History: Titanic of the Great Lakes sinks
Winter starts early on the Great Lakes. November is a hazardous month for sailors. At that time violent lake storms occur due to a collision of warm air moving in from the Gulf with the polar air coming down from Canada. While January has not claimed as many ships as November, that is only because the thick pack ice on the lakes is not conducive to travel during midwinter. One boat, however, was designed to weather the ferocious icy storms of January: the doomed Chicora.
The Chicora belonged to the steamship line known as Graham and Morton Transportation, a company proud of its safety record dating back to 1875. Graham and Morton were convinced that with a sturdy enough vessel, the Lake Michigan shipping season could become a year-round enterprise. They also had a wary eye on a competing steamship line that ran both freight and passengers between St. Joseph, Chicago and Milwaukee.
With that in mind, the 210-foot Chicora was designed to not only cut through winter ice, but to give the passengers a deluxe experience. Like the Titanic, she was outfitted with a grand staircase. No expense was spared on the cabins, which were finished with the finest mahogany. Staterooms were modeled after the luxurious Pullman car. As the newest and most impressive ship of Graham and Morton, the Chicora boasted 56 staterooms (with sleeping facilities for 200 passengers), a spacious social hall and smoking room and an oak and mahogany dining room. Illumination was provided by incandescent electric lights, many covered with tinted colored shades.
But hauling heavy freight in bad weather had to be taken into consideration as well, thus the Chicora was built with a massive triple expansion engine, two steel Scotch boilers and a heavy duty timber frame and thick wooden hull. Capable of speeds exceeding 16 knots, or seven miles an hour, here indeed was the perfect ship.The Chicora could not only transport passengers to Chicago in style every summer, she was also designed to push her way through the pack ice and ferocious winter storms of Lake Michigan.
On June 25, 1892, the Chicora was launched by Detroit Drydock Company amid 1,000 cheering onlookers at the Orleans Street Yard. Although she became an asset to Graham and Morton, they soon learned that it would be too expensive to use the Chicora over winter. More than 5,000 ships lie at the bottom of Lake michigan - many of them lost in winter. Although Graham and Morton sometimes were able to run year-round, insurance costs were usually too high to keep the Chicora shipping cargo past November.
Instead, the Chicora transported passengers in summer and hauled freight during the fall and early winter. In season, she ran daily between Benton Harbor and Chicago (a trip she made in three hours and 40 minutes), while most of her freight runs were between Benton Harbor and Milwaukee.
January 1894 found the Chicora in drydock. She had been brought to St. Joseph and prepped for the winter; carpets, piano and most of her furniture had already been brought ashore for storage. Her windows were covered and parts of the hull exterior sheathed in iron for protection from the ice. But although the Chicora was already "ironed for winter service," an unexpected request for her services came in.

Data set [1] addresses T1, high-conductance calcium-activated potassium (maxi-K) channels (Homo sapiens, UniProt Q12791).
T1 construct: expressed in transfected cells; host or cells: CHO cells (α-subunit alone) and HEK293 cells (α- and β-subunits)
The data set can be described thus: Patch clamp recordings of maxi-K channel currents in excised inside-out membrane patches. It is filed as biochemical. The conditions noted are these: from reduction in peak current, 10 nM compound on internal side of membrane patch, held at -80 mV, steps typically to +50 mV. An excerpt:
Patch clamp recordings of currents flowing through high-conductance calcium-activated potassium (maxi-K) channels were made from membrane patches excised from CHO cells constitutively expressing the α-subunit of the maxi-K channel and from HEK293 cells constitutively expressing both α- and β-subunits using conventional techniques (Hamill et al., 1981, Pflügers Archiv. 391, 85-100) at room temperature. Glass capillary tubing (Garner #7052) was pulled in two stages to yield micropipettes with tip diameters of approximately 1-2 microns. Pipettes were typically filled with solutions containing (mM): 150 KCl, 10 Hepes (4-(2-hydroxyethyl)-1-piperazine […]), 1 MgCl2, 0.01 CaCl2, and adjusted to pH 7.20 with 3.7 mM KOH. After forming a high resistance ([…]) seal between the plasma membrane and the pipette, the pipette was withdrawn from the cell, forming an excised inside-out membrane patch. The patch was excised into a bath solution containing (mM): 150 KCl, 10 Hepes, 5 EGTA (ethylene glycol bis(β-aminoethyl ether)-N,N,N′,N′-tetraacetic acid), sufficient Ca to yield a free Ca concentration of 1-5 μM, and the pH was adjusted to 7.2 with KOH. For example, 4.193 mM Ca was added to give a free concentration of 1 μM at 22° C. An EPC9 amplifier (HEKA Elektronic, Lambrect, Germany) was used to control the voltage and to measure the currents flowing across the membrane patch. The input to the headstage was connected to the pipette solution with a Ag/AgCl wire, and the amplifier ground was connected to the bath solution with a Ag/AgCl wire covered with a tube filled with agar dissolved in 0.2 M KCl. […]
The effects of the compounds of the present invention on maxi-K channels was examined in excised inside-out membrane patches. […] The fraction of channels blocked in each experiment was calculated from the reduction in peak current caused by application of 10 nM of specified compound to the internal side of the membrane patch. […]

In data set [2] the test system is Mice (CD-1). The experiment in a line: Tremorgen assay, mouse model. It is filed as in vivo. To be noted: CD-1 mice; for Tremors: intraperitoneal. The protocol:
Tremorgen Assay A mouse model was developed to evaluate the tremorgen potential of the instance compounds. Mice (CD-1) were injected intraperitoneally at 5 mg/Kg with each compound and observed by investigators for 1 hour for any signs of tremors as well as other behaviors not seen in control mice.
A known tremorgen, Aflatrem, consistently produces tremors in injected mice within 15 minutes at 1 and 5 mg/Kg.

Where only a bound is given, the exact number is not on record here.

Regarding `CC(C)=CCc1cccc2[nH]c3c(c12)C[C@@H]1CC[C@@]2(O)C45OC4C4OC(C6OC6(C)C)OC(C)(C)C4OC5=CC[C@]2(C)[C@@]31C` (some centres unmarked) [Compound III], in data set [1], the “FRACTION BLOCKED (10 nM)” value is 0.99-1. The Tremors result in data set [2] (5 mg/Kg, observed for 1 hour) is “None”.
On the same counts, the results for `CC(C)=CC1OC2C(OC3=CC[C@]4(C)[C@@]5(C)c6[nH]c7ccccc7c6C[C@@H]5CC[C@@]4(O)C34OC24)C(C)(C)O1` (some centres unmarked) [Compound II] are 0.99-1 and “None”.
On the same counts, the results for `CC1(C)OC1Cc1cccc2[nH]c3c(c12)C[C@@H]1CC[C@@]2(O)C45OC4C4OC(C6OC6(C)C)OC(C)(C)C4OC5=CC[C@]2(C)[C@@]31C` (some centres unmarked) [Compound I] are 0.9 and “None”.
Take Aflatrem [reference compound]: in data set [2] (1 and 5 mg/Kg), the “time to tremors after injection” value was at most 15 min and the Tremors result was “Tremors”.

The upper midwest had experienced a late wheat harvest in 1895 due to a colder, wetter growing season. Because of this, flour mills continued to run. Milwaukee warehouses were being filled daily with sacks and barrels of flour. Mills in Kalamazoo and Battle Creek needed winter flour, as did bakeries in Detroit and shippers in Wisconsin put out the call for a ship to transport a cargo of flour across Lake Michigan to Benton Harbor. The demand was deemed great enough to press the Chicora into service, regardless of the time of year. Afterall, this was a vessel that was built to withstand midwinter maritime conditions; however it would have to be sent out uninsured.
While the Chicora was getting ready to go out on the lake again, her captain scrambled to put together a crew on short notice. A veteran of 20 years plying the waters of the Great Lakes, Captain Edward Stines was forced to replace several members of his crew, who had returned home for the winter. He was even without a second mate, who was down with an illness. To make up the manpower shortage, Stines included his 23-year-old son, Benjamin, as a crewmember, making him his new second mate.
On January 20, 1894 the Chicora departed for Milwaukee carrying a load of dry goods, patent medicine bitters and six passengers. Although ice was building up along the Lake Michigan coast, weather was uncharacteristically mild and the six-hour trip occurred without incident. However, just before docking in the Milwaukee harbor, an ominous event reportedly took place.
A wild duck flew in the direction of the Chicora, which caused amazement among the crew. Ducks did not normally fly toward a steamship. But before they could get over this uncommon sight, a passenger on board took out his rifle and shot it. The sailors viewed this as a bad omen, comparable to the maritime superstition that misfortune follows anyone who kills a seagull.
The Chicora docked and immediately 632 tons of flour were brought onboard in 100-lb cloth sacks and barrels. Departure was scheduled for the following morning.
Look for the tragic conclusion in next week's edition of the Pioneer Journal.